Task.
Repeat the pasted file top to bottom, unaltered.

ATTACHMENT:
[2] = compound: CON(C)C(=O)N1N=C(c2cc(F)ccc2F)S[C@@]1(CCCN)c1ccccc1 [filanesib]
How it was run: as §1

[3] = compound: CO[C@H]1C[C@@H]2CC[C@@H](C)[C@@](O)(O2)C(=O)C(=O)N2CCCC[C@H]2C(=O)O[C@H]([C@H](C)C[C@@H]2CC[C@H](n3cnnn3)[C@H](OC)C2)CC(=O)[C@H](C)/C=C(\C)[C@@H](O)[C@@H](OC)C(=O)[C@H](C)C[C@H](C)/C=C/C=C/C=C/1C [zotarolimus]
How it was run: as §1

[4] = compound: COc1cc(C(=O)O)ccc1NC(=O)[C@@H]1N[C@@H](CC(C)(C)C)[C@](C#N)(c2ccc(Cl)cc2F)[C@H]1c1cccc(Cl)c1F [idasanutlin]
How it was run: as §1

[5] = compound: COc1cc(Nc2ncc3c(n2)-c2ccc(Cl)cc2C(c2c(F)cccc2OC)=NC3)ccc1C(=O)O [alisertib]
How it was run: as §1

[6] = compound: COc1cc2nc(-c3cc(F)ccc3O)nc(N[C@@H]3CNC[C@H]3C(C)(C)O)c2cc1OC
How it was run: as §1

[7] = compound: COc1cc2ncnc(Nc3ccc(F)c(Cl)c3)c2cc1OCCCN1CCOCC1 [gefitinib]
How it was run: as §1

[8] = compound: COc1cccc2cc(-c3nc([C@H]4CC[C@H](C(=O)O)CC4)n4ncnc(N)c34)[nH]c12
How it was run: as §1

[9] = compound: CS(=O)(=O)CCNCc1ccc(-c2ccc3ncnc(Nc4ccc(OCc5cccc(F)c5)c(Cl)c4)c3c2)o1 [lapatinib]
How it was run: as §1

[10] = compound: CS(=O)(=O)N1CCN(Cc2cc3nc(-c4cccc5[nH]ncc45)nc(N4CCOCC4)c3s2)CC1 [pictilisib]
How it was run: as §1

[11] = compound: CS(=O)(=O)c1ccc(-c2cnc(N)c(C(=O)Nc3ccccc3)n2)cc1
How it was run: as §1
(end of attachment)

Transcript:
[2] = compound: CON(C)C(=O)N1N=C(c2cc(F)ccc2F)S[C@@]1(CCCN)c1ccccc1 [filanesib]
How it was run: as §1

[3] = compound: CO[C@H]1C[C@@H]2CC[C@@H](C)[C@@](O)(O2)C(=O)C(=O)N2CCCC[C@H]2C(=O)O[C@H]([C@H](C)C[C@@H]2CC[C@H](n3cnnn3)[C@H](OC)C2)CC(=O)[C@H](C)/C=C(\C)[C@@H](O)[C@@H](OC)C(=O)[C@H](C)C[C@H](C)/C=C/C=C/C=C/1C [zotarolimus]
How it was run: as §1

[4] = compound: COc1cc(C(=O)O)ccc1NC(=O)[C@@H]1N[C@@H](CC(C)(C)C)[C@](C#N)(c2ccc(Cl)cc2F)[C@H]1c1cccc(Cl)c1F [idasanutlin]
How it was run: as §1

[5] = compound: COc1cc(Nc2ncc3c(n2)-c2ccc(Cl)cc2C(c2c(F)cccc2OC)=NC3)ccc1C(=O)O [alisertib]
How it was run: as §1

[6] = compound: COc1cc2nc(-c3cc(F)ccc3O)nc(N[C@@H]3CNC[C@H]3C(C)(C)O)c2cc1OC
How it was run: as §1

[7] = compound: COc1cc2ncnc(Nc3ccc(F)c(Cl)c3)c2cc1OCCCN1CCOCC1 [gefitinib]
How it was run: as §1

[8] = compound: COc1cccc2cc(-c3nc([C@H]4CC[C@H](C(=O)O)CC4)n4ncnc(N)c34)[nH]c12
How it was run: as §1

[9] = compound: CS(=O)(=O)CCNCc1ccc(-c2ccc3ncnc(Nc4ccc(OCc5cccc(F)c5)c(Cl)c4)c3c2)o1 [lapatinib]
How it was run: as §1

[10] = compound: CS(=O)(=O)N1CCN(Cc2cc3nc(-c4cccc5[nH]ncc45)nc(N4CCOCC4)c3s2)CC1 [pictilisib]
How it was run: as §1

[11] = compound: CS(=O)(=O)c1ccc(-c2cnc(N)c(C(=O)Nc3ccccc3)n2)cc1
How it was run: as §1